Online Lecture: ‘The Martial Maid’: Armored Women in the European Imaginary’, 8 Jan 2022 @ 2PM EST

‘The Martial Maid’: Armored Women in the European Imaginary – online lecture by Dr. Chassica (Chaz) Kirchhoff, Assistant Curator of European Sculpture and Decorative Arts. Saturday, Jan. 8, 2022 • 2:00 pm — 3:00 pm EST

Armor is a category of material and visual culture that was inextricably linked to constructions and performances of masculinity in late medieval and early modern Europe. But what did it mean to depict or describe a female body encased in such a symbolic carapace of steel? Moreover, how could the act of donning armor transform a real woman in the eyes of her contemporaries and for posterity? Presented in conjunction with the Toledo Museum of Art’s current exhibition, The Age of Armor: Treasures from the Higgins Armory Collection at the Worcester Art Museum, this talk will explore stories, images, and texts created between the late fourteenth and the early seventeenth century, when plate armor was central to martial identity and experience. These case studies offer lenses through which to examine the persistent allure of the armored female body for both historical and contemporary readers and viewers.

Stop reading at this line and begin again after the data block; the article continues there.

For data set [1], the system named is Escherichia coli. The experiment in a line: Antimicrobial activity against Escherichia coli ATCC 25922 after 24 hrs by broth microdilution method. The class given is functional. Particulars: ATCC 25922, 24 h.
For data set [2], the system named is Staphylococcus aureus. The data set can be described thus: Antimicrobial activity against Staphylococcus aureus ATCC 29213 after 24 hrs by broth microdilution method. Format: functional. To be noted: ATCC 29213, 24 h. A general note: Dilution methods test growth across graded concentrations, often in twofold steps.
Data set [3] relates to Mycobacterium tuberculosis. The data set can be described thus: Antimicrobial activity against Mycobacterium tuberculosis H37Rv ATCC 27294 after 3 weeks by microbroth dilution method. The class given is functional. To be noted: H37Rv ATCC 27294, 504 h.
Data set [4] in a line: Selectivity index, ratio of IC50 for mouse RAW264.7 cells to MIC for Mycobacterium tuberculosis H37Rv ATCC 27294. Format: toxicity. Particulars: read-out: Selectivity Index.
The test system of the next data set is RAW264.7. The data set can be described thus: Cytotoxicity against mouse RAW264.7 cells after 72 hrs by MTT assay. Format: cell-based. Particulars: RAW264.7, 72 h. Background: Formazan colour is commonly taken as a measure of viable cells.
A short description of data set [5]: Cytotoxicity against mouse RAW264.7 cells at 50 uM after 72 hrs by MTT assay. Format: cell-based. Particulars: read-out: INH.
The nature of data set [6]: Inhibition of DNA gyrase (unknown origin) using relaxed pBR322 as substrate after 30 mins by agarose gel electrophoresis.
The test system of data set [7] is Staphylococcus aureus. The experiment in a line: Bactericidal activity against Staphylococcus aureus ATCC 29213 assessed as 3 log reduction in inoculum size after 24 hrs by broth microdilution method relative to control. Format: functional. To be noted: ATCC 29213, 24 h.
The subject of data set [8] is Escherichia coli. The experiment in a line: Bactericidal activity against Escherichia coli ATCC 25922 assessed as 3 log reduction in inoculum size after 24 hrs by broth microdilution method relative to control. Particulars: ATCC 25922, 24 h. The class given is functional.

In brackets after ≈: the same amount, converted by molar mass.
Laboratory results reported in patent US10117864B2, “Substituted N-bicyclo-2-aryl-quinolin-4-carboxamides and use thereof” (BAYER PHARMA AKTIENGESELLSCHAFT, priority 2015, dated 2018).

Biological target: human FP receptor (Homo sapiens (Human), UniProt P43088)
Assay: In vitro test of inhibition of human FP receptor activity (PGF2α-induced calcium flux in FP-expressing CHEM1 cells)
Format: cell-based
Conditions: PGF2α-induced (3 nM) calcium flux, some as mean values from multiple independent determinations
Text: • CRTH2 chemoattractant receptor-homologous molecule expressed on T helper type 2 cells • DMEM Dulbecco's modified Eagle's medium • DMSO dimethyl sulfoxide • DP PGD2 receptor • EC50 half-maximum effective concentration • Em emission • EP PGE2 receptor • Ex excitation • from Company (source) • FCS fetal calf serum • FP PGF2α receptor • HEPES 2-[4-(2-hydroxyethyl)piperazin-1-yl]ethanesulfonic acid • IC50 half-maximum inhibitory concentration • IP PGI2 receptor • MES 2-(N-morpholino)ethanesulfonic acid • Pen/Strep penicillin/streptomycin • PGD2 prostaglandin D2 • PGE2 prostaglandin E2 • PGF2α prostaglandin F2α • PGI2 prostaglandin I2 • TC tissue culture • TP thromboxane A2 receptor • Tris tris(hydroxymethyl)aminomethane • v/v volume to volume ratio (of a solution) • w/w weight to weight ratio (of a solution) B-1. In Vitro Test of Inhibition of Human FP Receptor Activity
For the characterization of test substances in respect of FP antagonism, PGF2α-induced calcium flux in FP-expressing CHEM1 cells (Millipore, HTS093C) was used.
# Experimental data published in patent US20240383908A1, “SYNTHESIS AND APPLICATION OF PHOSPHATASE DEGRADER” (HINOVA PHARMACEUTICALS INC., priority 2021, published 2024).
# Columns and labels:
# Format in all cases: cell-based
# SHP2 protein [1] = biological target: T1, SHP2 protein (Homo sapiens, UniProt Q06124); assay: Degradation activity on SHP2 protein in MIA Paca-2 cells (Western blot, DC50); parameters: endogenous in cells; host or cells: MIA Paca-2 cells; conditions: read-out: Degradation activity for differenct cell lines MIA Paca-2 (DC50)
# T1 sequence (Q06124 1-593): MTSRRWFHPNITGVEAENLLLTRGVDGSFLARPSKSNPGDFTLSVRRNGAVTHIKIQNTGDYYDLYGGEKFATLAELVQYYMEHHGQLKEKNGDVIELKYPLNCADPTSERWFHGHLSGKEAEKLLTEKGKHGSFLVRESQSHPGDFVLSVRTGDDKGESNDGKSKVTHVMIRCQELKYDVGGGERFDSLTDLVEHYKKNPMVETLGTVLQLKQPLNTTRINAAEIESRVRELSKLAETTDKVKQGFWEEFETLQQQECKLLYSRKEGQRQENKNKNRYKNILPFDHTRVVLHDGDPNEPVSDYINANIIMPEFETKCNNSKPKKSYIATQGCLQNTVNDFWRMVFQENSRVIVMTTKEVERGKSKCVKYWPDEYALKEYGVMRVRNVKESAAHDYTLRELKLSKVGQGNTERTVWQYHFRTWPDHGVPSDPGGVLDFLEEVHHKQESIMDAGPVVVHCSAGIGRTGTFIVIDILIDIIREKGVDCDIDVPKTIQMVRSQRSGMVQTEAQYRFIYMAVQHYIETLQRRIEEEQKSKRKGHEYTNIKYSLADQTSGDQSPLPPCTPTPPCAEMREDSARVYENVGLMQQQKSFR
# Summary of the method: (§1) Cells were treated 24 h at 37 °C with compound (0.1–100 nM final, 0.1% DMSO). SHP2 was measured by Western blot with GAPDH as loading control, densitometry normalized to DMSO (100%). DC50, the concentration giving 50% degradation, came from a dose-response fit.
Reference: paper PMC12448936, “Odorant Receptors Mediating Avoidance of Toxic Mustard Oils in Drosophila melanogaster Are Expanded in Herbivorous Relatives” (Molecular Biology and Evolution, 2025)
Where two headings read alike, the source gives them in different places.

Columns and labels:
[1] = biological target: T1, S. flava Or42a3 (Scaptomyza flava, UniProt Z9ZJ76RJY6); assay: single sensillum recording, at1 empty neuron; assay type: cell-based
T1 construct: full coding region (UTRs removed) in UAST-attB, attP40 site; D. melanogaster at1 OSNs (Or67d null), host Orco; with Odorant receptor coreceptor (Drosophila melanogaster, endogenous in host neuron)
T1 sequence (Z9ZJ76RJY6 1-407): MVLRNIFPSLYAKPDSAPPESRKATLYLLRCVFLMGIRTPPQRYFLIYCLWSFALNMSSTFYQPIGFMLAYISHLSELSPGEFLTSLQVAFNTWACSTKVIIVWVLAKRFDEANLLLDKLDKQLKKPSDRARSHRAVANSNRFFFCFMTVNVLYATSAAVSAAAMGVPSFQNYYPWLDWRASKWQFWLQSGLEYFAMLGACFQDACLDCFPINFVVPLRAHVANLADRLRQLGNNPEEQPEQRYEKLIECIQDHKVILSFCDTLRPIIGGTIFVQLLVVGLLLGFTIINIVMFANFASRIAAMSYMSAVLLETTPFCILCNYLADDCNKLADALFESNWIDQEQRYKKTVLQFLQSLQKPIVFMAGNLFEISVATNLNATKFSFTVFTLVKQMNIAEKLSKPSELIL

The Age of Armor: Treasures from the Higgins Armory Collection at the Worcester Art Museum is sponsored locally by presenting sponsors Taylor Cadillac and Susan and Tom Palmer, as well as 2021 Exhibition Program sponsor ProMedica, with additional support from the McLoughlin Family Foundation, the Ohio Arts Council, and the TMA Ambassadors. More information can be read here.

This event is free and open to the public. Join the lecture on January 8 at 2 pm EST here: https://toledomuseum-org.zoom.us/j/85429818796

Published by Blair Apgar

Blair (they/them) recently completed their PhD in History of Art at the University of York with Hanna Vorholt and Amanda Lillie. Their thesis focused on the role of Matilda of Canossa in the sociopolitical development of the Investiture Controversy, and its relationship to Matilda’s material patronage. As an early career researcher, their work aims to unpack the historiographic construction of powerful medieval women’s legacies. They are also interested in the representation of the Middle Ages in modern media.

Leave a Reply

Fill in your details below or click an icon to log in:

WordPress.com Logo

You are commenting using your WordPress.com account. Log Out /  Change )

Twitter picture

You are commenting using your Twitter account. Log Out /  Change )

Facebook photo

You are commenting using your Facebook account. Log Out /  Change )

Connecting to %s

%d bloggers like this: